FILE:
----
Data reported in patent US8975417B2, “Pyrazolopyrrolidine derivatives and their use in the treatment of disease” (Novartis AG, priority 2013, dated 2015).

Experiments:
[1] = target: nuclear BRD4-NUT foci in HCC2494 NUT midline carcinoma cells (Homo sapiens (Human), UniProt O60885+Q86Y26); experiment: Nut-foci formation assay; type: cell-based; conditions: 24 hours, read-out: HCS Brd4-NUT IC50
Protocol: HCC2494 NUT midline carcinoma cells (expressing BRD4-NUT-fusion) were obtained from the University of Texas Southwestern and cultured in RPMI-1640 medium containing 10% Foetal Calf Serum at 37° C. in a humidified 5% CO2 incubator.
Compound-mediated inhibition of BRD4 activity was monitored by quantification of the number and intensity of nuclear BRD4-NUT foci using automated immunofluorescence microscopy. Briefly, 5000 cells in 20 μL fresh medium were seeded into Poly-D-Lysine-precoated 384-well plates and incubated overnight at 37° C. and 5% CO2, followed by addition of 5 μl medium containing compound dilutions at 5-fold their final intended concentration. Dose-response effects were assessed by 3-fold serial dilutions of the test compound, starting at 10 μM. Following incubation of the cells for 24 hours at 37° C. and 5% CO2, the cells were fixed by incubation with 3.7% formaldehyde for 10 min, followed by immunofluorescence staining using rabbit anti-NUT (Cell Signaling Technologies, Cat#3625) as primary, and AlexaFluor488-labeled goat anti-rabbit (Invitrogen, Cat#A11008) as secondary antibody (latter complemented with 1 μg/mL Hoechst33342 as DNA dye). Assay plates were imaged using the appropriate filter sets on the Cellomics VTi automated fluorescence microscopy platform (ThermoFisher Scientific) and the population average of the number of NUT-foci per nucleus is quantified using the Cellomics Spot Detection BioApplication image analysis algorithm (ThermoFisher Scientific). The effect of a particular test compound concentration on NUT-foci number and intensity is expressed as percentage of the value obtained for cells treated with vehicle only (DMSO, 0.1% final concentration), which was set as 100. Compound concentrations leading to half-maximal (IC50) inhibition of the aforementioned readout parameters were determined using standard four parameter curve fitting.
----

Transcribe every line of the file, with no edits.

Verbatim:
Data reported in patent US8975417B2, “Pyrazolopyrrolidine derivatives and their use in the treatment of disease” (Novartis AG, priority 2013, dated 2015).

Experiments:
[1] = target: nuclear BRD4-NUT foci in HCC2494 NUT midline carcinoma cells (Homo sapiens (Human), UniProt O60885+Q86Y26); experiment: Nut-foci formation assay; type: cell-based; conditions: 24 hours, read-out: HCS Brd4-NUT IC50
Protocol: HCC2494 NUT midline carcinoma cells (expressing BRD4-NUT-fusion) were obtained from the University of Texas Southwestern and cultured in RPMI-1640 medium containing 10% Foetal Calf Serum at 37° C. in a humidified 5% CO2 incubator.
Compound-mediated inhibition of BRD4 activity was monitored by quantification of the number and intensity of nuclear BRD4-NUT foci using automated immunofluorescence microscopy. Briefly, 5000 cells in 20 μL fresh medium were seeded into Poly-D-Lysine-precoated 384-well plates and incubated overnight at 37° C. and 5% CO2, followed by addition of 5 μl medium containing compound dilutions at 5-fold their final intended concentration. Dose-response effects were assessed by 3-fold serial dilutions of the test compound, starting at 10 μM. Following incubation of the cells for 24 hours at 37° C. and 5% CO2, the cells were fixed by incubation with 3.7% formaldehyde for 10 min, followed by immunofluorescence staining using rabbit anti-NUT (Cell Signaling Technologies, Cat#3625) as primary, and AlexaFluor488-labeled goat anti-rabbit (Invitrogen, Cat#A11008) as secondary antibody (latter complemented with 1 μg/mL Hoechst33342 as DNA dye). Assay plates were imaged using the appropriate filter sets on the Cellomics VTi automated fluorescence microscopy platform (ThermoFisher Scientific) and the population average of the number of NUT-foci per nucleus is quantified using the Cellomics Spot Detection BioApplication image analysis algorithm (ThermoFisher Scientific). The effect of a particular test compound concentration on NUT-foci number and intensity is expressed as percentage of the value obtained for cells treated with vehicle only (DMSO, 0.1% final concentration), which was set as 100. Compound concentrations leading to half-maximal (IC50) inhibition of the aforementioned readout parameters were determined using standard four parameter curve fitting.